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Drinking In L.A.

| June 9, 2011 | 0 Comments

Without being so daft as to suggest it has fallen off the map, Los Angeles doesn’t seem so central to rock ‘n’ roll these days. So to hear that superbuzz band Foster The People hail from sunny SoCal, it’s kind of like, Oh, really?

Indie-rock’s most commonly spotted in Montreal, Portland, Austin, and Brooklyn these days, and L.A. still invokes the lingering, aerosol residue from the hair-metal days. (Most damning is that musicians have stopped writing songs about what a shithole it can be.) The city has moved on — Hotel Café singer/songwriters enjoy its proximity to WB-type dramas — and there’s still only one better media market in the country.

Foster The People’s jump into the zeitgeist seems all the more unlikely because they’re an L.A. band. The initials are like scarlet letters, a denigration yelling “fake, poseur, scam!” But all that bullshit falls away if you make it clear to people you just came to party. After lighting up blogs with a three-song EP, the band are finally ready to plant their strobe and kick it full-length style. Torches (Star Time/Columbia) struggles to contain its effervescence at times, opening with an overcaffeinated brew of MGMT and Passion Pit, a kaleidoscope being spun at a million miles per hour. Just as the record begins to feel one-dimensional, it breaks to reveal unusually svelte R&B undercurrents. Playlists will be filled with opening bangers “Helena Beat” and “Pumped Up Kicks,” but Torches‘ essence almost feels like the work of a single person, with “Waste” and “I Would Do Anything For You” the center from which their tentacles spread. Indeed, the album’s backhalf feels like filler in that regard. If the idea is to see Foster The People before they’re too big, do it before they’re too different.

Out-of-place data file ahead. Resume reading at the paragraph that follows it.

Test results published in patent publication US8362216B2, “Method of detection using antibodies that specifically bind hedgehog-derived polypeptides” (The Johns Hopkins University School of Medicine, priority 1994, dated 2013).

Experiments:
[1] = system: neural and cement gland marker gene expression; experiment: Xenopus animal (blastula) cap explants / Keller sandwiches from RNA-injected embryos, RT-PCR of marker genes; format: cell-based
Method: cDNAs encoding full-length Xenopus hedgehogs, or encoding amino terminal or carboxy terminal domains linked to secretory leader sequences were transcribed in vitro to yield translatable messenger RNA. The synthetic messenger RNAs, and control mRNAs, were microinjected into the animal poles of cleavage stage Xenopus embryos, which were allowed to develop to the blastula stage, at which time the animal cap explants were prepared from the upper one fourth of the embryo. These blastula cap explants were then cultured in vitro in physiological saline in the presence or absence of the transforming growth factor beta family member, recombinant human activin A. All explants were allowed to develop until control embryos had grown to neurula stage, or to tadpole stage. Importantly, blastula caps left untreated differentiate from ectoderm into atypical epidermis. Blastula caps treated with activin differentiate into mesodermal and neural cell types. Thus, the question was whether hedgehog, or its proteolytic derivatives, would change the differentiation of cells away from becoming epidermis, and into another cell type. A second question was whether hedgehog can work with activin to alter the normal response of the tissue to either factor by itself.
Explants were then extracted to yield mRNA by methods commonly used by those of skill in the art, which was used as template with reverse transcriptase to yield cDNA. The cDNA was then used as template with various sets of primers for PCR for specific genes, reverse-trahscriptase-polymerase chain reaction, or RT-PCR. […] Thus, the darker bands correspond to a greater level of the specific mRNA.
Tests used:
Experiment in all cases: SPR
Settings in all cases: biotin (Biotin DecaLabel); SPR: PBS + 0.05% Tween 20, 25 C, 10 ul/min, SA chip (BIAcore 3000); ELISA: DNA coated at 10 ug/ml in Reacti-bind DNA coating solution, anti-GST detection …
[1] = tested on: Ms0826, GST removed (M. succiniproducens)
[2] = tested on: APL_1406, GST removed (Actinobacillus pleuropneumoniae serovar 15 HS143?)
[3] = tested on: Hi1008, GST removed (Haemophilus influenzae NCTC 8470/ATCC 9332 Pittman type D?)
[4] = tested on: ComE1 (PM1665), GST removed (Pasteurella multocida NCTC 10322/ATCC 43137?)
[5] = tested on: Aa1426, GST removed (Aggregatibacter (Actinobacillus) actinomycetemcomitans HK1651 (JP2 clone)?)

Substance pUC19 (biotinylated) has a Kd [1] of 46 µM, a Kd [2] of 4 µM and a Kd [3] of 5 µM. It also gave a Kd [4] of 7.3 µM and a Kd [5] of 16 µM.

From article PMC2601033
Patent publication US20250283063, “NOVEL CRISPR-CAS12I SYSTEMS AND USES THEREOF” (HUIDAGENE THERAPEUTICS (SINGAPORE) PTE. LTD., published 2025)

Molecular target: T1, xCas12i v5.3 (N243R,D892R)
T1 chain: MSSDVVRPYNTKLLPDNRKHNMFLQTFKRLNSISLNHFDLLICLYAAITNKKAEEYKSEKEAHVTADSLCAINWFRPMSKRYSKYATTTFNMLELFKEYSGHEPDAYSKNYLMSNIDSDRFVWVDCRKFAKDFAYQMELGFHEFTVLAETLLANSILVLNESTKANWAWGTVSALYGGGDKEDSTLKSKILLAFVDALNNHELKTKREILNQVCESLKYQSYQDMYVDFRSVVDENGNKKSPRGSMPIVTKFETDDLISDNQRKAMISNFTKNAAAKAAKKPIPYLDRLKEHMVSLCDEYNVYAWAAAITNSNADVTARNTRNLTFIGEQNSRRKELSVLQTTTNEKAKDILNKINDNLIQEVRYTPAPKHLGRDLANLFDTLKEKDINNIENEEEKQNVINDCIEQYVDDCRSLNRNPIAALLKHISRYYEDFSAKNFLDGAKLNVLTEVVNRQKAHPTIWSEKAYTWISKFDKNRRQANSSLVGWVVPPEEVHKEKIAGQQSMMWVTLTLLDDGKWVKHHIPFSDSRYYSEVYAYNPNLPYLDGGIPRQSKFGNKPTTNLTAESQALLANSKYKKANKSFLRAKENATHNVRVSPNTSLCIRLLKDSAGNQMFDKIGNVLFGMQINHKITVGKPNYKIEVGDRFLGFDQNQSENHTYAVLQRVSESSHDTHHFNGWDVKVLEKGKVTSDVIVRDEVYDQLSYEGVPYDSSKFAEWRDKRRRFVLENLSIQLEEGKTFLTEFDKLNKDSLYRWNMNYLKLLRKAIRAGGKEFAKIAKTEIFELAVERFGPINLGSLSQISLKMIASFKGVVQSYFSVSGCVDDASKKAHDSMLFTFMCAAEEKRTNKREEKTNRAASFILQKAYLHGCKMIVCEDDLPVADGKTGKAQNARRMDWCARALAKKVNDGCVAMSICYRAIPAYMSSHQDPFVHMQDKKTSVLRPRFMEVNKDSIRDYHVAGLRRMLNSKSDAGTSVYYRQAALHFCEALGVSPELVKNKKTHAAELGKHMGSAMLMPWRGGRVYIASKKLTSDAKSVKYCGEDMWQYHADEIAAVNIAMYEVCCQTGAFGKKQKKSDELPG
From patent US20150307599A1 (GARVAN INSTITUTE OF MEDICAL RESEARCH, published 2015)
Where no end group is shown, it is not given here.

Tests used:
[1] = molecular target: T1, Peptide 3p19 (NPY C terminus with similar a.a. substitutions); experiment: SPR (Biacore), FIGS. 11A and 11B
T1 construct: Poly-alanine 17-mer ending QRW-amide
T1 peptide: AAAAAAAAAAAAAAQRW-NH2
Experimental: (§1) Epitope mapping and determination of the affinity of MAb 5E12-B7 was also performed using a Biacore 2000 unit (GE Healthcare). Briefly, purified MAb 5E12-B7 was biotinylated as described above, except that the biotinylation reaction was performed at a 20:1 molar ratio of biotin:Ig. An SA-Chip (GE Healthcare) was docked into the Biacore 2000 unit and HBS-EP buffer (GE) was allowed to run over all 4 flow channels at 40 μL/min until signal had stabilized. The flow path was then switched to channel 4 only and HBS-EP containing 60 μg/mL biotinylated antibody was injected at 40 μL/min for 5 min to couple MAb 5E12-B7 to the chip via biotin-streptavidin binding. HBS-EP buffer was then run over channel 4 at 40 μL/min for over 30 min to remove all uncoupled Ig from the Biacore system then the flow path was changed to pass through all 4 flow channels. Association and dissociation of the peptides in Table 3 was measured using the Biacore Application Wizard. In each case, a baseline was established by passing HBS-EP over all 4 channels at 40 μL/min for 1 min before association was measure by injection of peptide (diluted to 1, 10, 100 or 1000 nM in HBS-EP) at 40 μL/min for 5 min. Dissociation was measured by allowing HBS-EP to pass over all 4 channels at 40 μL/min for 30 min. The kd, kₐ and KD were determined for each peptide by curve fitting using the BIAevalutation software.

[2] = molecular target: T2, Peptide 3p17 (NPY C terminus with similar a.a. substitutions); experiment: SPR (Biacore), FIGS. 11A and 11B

Of course, being from L.A. they’ll probably just produce a sequel. (Sunday@Lincoln Hall with Canon Blue and Gardens & Villa.)

— Steve Forstneger


Category: Stage Buzz, Weekly

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